Thursday, September 22, 2011

Kalevala - Aino & Väinämöinen 5.9.1997

This wonderful Miniature sheet on the FDC is indeed a tribute to the well known epic in Finland. The stamps and the cover were issued on 5.9.1997. Aino is a figure in the Finnish national epic Kalevala. It relates that she was the beautiful sister of Joukahainen. Her brother, having lost a singing contest to Väinämöinen, promised Aino's "hands and feet" in marriage if Väinämöinen would save him from drowning in the swamp into which Joukahainen had been thrown. Aino's mother was pleased at the idea of marrying her daughter to such a famous and well born person, but Aino did not want to marry such an old man. Rather than submit to this fate, Aino drowned herself (or ended up as a nix). However, she returned to taunt the grieving Väinämöinen as a salmon. The name Aino, meaning "only", was invented by Elias Lönnrot who composed the Kalevala. In the original poems she was mentioned as the "only daughter" (ainoa tytär). Painting by Akseli Gallen-Kallela, depicting the Aino Story of Kalevala on three panes: The left one is about the first encounter of Väinämöinen and Aino in the forest. The right one depicts mournful Aino weeping on the shore and listening to the call of the maids of Vellamo who are playing in the water. The central pane depicts fishing Väinämöinen having thrown away a small fish, now turning out to be Aino, who laughs at him and vanishes forever. This beautiful set of three cards were given to me by My Dear Friend Pia
During the national romantic period at the end of the 19th century the mythological name Aino was adopted as a Christian name by Fennoman activists. Among the first to be named so were Aino Järnefelt (Aino Sibelius), born 1871 and Aino Krohn (the later Aino Kallas), born 1878. According to the Finnish Population Register Centre, over 60,000 women have been given the name. It was especially popular in the early 20th century, and the most common first name for women in the 1920s. It has returned to favor in the 21st century; it was the most popular name for girls in Finland in 2006 and 2007.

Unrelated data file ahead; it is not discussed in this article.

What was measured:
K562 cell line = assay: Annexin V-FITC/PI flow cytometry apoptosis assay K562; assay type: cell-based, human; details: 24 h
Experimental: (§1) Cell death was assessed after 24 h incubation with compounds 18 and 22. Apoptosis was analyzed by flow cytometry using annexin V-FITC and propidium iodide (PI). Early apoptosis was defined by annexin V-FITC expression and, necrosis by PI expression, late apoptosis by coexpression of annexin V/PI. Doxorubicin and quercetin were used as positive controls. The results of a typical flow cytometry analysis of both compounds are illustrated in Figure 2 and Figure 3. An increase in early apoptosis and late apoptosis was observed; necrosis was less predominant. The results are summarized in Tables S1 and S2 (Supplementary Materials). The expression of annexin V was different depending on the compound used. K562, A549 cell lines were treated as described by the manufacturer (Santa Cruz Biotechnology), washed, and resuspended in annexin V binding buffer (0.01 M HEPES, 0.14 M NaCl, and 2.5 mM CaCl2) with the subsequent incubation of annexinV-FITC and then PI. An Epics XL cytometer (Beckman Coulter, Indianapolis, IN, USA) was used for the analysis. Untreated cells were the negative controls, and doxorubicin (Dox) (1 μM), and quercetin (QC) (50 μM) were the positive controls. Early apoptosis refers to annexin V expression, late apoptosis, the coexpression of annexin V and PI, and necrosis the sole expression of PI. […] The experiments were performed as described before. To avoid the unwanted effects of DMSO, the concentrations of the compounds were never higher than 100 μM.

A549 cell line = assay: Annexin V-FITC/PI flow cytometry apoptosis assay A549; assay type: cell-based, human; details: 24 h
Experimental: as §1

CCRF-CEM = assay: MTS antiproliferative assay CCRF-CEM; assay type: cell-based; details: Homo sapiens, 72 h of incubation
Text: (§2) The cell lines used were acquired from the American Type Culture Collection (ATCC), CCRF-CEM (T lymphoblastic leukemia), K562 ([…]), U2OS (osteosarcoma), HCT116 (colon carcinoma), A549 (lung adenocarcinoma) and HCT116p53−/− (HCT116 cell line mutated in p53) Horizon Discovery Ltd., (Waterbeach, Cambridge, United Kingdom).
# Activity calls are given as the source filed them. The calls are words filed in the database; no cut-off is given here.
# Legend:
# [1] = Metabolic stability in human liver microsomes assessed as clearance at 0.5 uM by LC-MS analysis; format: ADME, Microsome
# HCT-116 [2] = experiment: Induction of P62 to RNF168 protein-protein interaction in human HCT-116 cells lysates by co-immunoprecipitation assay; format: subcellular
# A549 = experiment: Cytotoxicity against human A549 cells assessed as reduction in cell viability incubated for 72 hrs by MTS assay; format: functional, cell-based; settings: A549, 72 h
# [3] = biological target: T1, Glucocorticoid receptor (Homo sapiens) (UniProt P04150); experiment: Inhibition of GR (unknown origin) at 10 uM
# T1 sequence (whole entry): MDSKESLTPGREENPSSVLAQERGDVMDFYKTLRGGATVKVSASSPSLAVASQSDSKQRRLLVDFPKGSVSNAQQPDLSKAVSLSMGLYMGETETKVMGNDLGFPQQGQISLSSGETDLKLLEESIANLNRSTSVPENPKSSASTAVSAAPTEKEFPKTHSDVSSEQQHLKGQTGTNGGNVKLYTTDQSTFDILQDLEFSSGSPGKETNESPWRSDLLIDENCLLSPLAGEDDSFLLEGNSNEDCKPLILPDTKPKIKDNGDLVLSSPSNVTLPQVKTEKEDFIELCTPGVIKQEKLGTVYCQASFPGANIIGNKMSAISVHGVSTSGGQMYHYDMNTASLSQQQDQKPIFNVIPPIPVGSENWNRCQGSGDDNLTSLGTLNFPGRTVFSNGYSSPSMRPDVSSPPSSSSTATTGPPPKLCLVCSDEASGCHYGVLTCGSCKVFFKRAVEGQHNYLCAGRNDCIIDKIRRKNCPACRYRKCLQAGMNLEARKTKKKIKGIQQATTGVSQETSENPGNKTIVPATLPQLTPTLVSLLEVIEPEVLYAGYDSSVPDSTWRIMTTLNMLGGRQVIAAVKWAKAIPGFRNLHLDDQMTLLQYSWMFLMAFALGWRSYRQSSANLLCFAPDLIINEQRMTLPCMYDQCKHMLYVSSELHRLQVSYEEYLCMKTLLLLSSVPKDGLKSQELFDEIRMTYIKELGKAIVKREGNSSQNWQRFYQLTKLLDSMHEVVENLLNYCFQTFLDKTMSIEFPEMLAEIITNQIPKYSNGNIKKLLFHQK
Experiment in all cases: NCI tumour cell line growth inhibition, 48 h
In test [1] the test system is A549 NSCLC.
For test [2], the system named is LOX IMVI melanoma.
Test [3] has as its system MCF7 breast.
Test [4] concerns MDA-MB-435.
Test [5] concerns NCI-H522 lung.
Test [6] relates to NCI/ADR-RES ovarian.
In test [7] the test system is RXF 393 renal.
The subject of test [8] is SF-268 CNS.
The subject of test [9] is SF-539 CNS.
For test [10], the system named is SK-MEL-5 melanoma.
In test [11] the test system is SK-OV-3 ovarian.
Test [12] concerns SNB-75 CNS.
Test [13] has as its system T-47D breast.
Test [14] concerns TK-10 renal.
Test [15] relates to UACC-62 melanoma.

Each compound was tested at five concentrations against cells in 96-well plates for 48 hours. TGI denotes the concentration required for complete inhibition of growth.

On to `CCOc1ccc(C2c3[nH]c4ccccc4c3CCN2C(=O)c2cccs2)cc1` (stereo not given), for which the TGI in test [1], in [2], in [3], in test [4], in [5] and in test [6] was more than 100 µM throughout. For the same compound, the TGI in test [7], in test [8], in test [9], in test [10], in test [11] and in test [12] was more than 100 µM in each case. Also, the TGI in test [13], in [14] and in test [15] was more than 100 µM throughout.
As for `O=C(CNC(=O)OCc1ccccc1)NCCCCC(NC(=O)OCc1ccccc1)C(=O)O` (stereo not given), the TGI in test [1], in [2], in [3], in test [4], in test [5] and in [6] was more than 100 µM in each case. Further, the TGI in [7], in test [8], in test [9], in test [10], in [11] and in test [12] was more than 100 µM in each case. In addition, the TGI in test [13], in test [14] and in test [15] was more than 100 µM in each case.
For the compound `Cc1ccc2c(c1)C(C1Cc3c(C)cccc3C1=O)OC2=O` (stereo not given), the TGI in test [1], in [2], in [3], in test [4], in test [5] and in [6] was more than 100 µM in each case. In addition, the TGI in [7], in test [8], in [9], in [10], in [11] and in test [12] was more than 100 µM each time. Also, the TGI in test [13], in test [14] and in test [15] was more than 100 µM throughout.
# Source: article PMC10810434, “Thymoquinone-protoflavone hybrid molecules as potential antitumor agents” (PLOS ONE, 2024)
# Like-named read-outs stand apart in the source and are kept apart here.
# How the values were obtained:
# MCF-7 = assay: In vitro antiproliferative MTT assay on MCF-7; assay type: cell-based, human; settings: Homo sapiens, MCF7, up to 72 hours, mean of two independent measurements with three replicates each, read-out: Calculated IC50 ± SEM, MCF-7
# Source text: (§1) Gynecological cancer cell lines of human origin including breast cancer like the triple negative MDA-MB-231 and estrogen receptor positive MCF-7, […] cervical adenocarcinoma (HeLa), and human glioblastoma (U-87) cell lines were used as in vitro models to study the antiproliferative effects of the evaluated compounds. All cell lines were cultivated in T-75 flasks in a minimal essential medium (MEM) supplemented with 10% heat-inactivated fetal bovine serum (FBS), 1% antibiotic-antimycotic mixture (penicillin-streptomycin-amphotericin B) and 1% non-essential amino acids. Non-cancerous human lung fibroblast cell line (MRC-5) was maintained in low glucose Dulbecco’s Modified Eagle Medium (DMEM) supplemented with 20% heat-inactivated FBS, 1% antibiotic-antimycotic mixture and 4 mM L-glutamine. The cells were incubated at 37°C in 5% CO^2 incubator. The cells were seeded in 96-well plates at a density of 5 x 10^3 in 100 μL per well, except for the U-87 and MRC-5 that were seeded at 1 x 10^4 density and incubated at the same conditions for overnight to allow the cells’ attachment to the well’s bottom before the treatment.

1. Bank of Finland: The Aino Triptych by Akseli Gallen-Kallela

    Akseli Gallen-Kallela painted the first version of his Aino triptych in Paris in 1888 and 1889. In this brochure, Tuija Wahlroos, Director of the Gallen-Kallela Museum, discusses the birth of the Aino Myth, Triptych in Paris, sketches the background to the Aino myth and explains the differences between the Aino triptych in the Bank of Finland and the second version included in the collections of the Ateneum Art Museum in Helsinki.


    Then the haughty hare made answer,
    Chanting thus the fate of Aino:
    "Think ye not I journey hither,
    To be roasted in the skillet,
    To be stewed in yonder kettle
    Let fell Lempo fill thy tables!
    I have come with evil tidings,
    Come to tell the cruel story
    Of the flight and death of Aino,
    Sister dear of Youkahainen.
    With the stone of many colors
    Sank poor Aino to the bottom
    Of the deep and boundless waters,
    Like a pretty song-bird perished;
    Hung her ribbons on the aspen,
    Left her gold-cross on the sea-shore,
    Silken robes upon the alders,
    On the rocks her silken stockings,
    On the grass her shoes of deer-skin,
    In the sand her shining necklace,
    In the sand her rings and jewels;
    In the waves, the lovely Aino,
    Sleeping on the very bottom
    Of the deep and boundless blue-sea,
    In the caverns of the salmon,
    There to be the whiting's sister
    And the friend of nimble fishes."

    A longer version of this poem in Kalevala can be found at: